Voices for development: the Tanzanian National Radio Study campaigns.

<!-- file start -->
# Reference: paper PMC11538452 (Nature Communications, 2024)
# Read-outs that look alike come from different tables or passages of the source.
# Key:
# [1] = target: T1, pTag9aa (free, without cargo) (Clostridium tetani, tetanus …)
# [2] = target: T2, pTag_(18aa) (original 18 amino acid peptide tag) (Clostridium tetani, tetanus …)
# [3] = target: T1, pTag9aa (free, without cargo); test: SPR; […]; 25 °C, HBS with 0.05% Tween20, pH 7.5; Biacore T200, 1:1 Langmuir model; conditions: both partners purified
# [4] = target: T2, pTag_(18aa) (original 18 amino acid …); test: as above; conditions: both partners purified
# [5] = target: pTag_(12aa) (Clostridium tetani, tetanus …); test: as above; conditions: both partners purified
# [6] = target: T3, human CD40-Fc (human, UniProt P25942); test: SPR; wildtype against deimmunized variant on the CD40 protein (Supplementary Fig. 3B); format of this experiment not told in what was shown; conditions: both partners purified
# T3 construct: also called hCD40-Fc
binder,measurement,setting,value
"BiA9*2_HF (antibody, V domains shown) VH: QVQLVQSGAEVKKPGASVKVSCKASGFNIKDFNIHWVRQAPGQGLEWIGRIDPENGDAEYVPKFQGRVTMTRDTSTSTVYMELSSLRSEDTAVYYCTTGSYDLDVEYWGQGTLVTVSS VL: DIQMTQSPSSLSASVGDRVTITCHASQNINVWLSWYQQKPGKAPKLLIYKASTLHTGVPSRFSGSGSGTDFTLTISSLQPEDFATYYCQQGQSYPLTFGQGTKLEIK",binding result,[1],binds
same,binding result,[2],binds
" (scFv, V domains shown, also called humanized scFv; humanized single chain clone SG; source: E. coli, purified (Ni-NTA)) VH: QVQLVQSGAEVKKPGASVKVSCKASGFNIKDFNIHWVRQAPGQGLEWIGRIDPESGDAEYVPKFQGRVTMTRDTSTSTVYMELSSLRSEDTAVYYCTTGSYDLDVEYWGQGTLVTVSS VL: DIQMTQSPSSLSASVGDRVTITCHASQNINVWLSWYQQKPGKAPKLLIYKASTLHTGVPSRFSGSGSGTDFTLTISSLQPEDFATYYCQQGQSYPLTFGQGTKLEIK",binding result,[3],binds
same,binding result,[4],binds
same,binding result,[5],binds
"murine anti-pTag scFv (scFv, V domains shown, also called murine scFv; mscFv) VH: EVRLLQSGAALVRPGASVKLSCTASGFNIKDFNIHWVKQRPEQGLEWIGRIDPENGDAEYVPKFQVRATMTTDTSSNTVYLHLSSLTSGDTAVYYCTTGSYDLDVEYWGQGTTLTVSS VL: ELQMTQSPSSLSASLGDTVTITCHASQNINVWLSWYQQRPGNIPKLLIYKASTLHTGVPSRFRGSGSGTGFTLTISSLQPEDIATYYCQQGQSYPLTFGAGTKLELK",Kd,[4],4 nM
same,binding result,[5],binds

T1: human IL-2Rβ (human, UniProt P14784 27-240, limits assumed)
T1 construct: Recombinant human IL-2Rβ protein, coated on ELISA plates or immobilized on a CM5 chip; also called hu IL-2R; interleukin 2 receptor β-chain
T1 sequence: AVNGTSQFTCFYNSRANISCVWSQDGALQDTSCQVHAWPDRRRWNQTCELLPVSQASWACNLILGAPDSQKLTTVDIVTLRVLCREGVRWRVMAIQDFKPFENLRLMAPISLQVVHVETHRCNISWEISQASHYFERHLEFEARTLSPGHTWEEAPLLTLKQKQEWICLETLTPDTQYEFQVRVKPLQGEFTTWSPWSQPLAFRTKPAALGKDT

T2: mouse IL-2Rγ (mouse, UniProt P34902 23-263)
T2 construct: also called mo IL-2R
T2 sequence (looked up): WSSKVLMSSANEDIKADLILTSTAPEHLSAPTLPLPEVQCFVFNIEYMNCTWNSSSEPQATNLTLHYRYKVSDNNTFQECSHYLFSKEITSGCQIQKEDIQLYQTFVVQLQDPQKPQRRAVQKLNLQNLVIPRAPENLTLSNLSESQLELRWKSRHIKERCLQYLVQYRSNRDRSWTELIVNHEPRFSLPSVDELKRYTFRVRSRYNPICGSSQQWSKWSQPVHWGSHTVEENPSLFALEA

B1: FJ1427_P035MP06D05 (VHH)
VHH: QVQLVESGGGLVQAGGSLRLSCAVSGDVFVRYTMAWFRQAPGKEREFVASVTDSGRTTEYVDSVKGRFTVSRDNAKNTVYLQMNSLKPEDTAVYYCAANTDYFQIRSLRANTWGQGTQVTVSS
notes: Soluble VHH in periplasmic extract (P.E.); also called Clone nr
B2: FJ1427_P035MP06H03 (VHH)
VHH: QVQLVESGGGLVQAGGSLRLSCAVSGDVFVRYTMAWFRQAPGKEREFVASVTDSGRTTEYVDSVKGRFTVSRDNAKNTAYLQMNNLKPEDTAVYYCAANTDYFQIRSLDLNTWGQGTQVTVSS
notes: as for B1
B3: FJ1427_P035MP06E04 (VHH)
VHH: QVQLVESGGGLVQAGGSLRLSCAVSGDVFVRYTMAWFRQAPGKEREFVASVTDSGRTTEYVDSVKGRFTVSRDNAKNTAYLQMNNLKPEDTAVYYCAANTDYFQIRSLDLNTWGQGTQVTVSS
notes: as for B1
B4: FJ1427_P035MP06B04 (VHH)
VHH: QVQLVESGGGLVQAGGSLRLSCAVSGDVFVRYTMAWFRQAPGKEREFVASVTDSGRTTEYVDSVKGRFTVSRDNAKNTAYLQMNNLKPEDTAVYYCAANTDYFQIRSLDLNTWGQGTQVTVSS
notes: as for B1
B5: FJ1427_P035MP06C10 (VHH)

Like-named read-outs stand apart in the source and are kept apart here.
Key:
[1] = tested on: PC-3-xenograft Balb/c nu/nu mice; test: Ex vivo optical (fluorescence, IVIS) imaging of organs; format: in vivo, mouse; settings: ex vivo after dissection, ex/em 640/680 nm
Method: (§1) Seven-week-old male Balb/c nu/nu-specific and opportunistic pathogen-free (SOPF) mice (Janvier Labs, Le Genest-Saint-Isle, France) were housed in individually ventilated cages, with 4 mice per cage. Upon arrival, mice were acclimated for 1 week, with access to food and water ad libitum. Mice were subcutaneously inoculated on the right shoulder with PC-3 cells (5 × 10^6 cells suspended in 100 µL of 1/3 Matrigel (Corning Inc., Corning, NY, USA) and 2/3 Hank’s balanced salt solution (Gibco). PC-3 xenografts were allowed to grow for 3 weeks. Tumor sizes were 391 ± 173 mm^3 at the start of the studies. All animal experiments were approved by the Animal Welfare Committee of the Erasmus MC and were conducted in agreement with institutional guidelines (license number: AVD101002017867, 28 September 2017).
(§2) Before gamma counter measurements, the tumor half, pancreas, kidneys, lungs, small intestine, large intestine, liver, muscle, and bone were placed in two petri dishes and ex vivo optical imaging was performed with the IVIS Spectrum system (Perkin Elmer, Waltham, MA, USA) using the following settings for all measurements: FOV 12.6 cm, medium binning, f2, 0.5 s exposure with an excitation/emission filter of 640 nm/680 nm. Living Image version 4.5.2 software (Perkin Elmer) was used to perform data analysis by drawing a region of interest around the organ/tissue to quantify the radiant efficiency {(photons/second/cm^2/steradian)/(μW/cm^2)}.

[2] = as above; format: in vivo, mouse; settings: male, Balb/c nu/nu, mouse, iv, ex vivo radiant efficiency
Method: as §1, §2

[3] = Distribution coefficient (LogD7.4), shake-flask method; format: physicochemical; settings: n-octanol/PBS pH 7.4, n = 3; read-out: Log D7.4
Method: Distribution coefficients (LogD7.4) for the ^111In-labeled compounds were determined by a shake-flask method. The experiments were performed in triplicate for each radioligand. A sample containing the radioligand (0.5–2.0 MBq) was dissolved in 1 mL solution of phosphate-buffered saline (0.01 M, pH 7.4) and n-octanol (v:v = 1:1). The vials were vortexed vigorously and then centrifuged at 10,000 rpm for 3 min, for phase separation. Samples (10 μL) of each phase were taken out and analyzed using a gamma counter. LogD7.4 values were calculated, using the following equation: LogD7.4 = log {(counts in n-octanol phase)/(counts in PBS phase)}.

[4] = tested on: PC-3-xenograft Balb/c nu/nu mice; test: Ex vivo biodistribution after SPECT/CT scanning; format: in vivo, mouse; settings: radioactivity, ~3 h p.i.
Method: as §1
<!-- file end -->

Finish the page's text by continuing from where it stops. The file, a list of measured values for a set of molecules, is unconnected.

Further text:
This chapter traces the development of radio study groups in Tanzania from their initial unsophisticated beginnings in Moshi and Mbeya in 1967 to the massive organization involved in the latest health education campaign. The idea of radio listening groups was born in Tanzania in 2 different institutions and at opposite ends of the country at about the same time. The Cooperative Education Center in Moshi, founded in 1964, began with simple correspondence study guides as the main education method and then decided to support and enliven these courses by radio programs which presented the essential ideas and information in an oral form. In 1967 a similar experiment was launched in the Mbeya region. The 1970 study campaign on Tanzania's elections was an attempt to utilize various educational techniques to arouse civic interest and spread information about an event of great national political importance. From the perspective of educational methodology, it achieved several interesting results. It succeeded, in a limited fashion, in reaching people in nearly all areas of the country, and it made available to rural adult education workers the tool with which they could carry out an important but unfamiliar job. Yet, in the final analysis, the success of the study campaign depends on its impact on the development of Tanzanians' understanding of and participation in their democratic rights. This is not possible to assess. The pilot study campaigns in 1969 and 1970 had centered on important national events. The year 1971 was to culminate in the celebration of Tanzania's 10th anniversary of Independence. It thus was considered appropriate to link the 1971 radio study campaign to this national celebration. The feeling was that the campaign should attempt to do 2 things: to create a deeper sense of national awareness; and by tracing the development of Tanzania from the distant past up until the present, to highlight the achievements since Independence. The study materials consisted of 3 elements: a series of radio programs, a textbook, and a study guide. The campaign achieved a large measure of success. The fact that groups were established all over the country indicate that interest was aroused on a national scale. The campaign reached its intended audience, the rural section of the population. Another area which was thought to have been satisfactory is that of training. This was the 1st time that a 2-stage training program had been tried. The evaluation provides evidence that people can learn from this method as indicated by the statistically significant in socres from the pretest to the posttest.